Ok, I'm back.
I found out about 10 days ago that someone to whom I am closely related is seriously ill. There are various other factors which make the situation rather complicated. I don't intend to say anymore about it on here, other than to offer it up as an explanation as to why I wasn't in such a tolerant mood as usual. I didn't see why I should offer myself up in the absence of higher-profile politicians on the blogosphere as a sacrificial lamb to receive the torrent of abuse for which some pseudonymous bloggers were no doubt sharpening their green-ink-stained quills in preparation. (And thanks for the delightful comments left in my absence, none of which have made it past moderation).
If this was SATC, we would now cut to a shot of me sitting at my ancient typewriter, with a voiceover saying: This made me think... "Are we human, or are we politician?" Cue theme of this week's episode.
For those of us who are public figures, even in a fairly modest way, and can't hide behind pseudonyms, blogging presents something of a dilemma. What to put into the public domain, and what to keep under wraps? (I'd suggest Nadine Dorries' online anecdote about dropping her underwear in the gym car park probably falls into the latter category).
On the one hand, people want to see their politicians as human. On the other, we're entitled to a private life. And yes, I know, some from the 'I'm paying your wages' school would dispute that.
My family and upbringing were undoubtedly the biggest single formative influence on my politics. All of human life is there, as they say. (It's a big family!) And sometimes it's difficult to explain where you're coming from as a politician without reference to your background, either to convey a particular empathy or to defend yourself when people make certain assumptions. There are shorthand methods some MPs adopt: 'I'm still the only person in my family to have had a university education' is always useful. Or 'I'm from Luton'. (There are no posh people in Luton).
There are almost certainly MPs in this current parliament who have been raped, had abortions and miscarriages, been the victims of domestic violence, or were sexually abused as children. Mo Mowlam was famously the daughter of an alcoholic parent, and talked about it her later years as a politician. There are some with family members who are addicted to drugs or alcohol, or have died from drug abuse (Ian McCartney's son, for example), or have mental health issues. There will be some who have survived serious illnesses, or have children with serious disabilities.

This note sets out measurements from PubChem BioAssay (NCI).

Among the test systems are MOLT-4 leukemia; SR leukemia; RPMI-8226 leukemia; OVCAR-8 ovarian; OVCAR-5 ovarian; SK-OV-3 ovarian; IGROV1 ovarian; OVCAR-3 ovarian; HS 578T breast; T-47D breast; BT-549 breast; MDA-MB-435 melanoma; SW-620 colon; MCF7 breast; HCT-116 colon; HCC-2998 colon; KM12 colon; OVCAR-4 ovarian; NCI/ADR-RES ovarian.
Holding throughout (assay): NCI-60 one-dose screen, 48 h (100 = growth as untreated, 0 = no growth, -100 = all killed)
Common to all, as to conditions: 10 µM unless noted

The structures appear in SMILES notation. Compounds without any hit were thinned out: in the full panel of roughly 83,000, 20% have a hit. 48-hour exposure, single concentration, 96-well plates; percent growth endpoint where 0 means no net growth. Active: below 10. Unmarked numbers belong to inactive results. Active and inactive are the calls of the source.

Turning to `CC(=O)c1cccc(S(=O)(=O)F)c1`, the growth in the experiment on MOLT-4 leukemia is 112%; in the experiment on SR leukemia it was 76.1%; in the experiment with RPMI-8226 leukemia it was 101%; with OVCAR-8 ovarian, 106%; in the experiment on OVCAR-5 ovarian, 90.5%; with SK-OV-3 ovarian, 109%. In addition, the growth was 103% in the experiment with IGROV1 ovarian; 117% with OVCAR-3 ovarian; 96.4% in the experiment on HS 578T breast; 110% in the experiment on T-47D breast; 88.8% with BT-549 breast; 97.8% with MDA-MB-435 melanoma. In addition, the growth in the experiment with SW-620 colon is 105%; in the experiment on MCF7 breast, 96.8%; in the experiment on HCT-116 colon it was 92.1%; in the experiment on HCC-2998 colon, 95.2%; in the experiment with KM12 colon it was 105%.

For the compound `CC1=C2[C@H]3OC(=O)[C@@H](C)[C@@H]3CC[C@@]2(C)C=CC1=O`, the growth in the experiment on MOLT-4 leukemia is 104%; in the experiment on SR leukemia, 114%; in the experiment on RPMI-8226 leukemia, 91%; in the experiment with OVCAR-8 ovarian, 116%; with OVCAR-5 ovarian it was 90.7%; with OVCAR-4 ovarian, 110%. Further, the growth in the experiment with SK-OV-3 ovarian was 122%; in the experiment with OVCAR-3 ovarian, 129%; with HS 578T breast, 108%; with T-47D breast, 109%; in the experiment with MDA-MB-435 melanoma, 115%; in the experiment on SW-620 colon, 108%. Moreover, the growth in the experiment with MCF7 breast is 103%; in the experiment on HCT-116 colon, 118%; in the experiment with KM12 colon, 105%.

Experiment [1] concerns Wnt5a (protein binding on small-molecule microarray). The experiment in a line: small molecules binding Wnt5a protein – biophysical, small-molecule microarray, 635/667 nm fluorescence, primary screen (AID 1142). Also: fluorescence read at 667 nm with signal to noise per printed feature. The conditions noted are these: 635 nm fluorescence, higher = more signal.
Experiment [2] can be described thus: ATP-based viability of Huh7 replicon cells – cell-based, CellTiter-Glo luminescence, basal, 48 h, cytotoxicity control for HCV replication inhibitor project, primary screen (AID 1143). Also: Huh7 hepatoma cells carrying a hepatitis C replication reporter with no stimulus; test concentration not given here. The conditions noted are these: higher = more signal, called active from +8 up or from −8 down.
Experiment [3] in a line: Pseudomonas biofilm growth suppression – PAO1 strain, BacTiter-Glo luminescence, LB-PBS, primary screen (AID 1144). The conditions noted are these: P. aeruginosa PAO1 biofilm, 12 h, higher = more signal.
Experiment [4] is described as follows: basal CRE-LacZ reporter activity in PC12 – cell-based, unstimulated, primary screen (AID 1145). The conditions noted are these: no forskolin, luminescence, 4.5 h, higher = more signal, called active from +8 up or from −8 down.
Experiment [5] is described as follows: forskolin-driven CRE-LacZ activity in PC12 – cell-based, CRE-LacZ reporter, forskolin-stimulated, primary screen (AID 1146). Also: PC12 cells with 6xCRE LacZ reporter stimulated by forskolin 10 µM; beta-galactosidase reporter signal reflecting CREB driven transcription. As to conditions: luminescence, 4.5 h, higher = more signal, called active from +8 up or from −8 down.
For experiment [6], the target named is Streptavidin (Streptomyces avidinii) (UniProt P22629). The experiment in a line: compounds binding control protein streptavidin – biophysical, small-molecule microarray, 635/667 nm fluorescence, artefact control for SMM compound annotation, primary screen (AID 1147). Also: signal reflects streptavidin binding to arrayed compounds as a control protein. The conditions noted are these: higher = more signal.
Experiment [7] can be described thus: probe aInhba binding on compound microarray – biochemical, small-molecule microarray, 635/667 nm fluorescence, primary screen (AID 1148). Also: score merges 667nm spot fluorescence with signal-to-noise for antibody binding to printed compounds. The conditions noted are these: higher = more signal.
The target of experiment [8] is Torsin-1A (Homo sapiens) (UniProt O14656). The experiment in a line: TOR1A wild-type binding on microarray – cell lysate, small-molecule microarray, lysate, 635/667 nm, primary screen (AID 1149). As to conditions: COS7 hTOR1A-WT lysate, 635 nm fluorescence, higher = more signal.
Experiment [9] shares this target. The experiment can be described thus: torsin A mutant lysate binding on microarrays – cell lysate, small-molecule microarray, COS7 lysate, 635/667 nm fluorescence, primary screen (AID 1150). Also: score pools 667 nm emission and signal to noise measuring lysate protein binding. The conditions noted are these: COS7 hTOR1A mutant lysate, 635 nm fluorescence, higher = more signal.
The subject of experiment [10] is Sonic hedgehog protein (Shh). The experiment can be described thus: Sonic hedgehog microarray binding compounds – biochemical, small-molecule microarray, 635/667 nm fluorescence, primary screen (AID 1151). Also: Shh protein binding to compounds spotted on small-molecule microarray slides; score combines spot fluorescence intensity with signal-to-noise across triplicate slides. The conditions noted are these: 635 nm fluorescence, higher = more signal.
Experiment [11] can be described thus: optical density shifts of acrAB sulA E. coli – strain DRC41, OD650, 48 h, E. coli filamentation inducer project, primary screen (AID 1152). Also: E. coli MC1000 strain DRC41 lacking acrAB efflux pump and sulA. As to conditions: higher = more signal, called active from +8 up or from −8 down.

Each politician should be entitled to make their own decision as to how much of this they choose to reveal, or conceal. Personal anecdote can be very powerful; I still remember a speech Dari Taylor made in the Human Fertilisation and Embryology Bill debate, where she talked about her own infertility and the hope that this legislation offered to other women in her situation.
The dangers of revealing details of one's personal life are, however, manifold. Firstly, once a label is publicly-attached, it can be difficult to remove it. Neil Tennant always say that the reason he didn't choose to out himself in the music press was because he didn't want to be pigeon-holed in the press as 'gay pop star Neil Tennant'. True enough, as soon as he did choose to tell people he was gay, that's exactly what happened.
Secondly, there's the creaking sound of floodgates being opened... once you've allowed yourself to be pictured in the pages of Hello magazine boasting about your wonderful marriage, you're fair game for the paparazzi when it all goes horribly wrong and you're seen walking through the streets with a 'blotchy face' ((c) Daily Mail) and slept-in clothes. So it's best to keep off the topic altogether.
Thirdly, there's the risk of being seen to exploit the issue for personal gain, as we've seen with accusations levelled at David Cameron and others in the past. David Davis' single parent childhood formed an integral part of his pitch for the Tory leadership. Alan Johnson wouldn't be Alan Johnson if we didn't know what we know of his background. But where do you draw the line?
And finally, it's not just about you. (Some of the more ego-driven politicians may find this a hard concept to grasp, mentioning no names.) If you start talking about your family, you are putting the spotlight on people who may well not want to be subjected to its glare. Maybe a politician feels quite comfortable talking about his feckless, philandering father when discussing the issue of men taking equal responsibility for raising their children... but how does his mother feel about it? Sometimes it's easy to forget that you've got an audience, or that what you say is being recorded for posterity. It's important to keep this in mind.
I tend to operate on the basis of no names, no pack drill. I've got enough sisters (five) and enough nieces and nephews (thirteen, plus a few 'step' ones) to be able to tell the occasional anecdote without embarrassing anyone. Sometimes I will use phrases such as 'a young woman I know' or ' a friend of mine'. On more serious issues, if I did decide to 'go public' I'd probably ask the most reticent member of my family first, and they'd almost certainly say no. And that would be the end of that.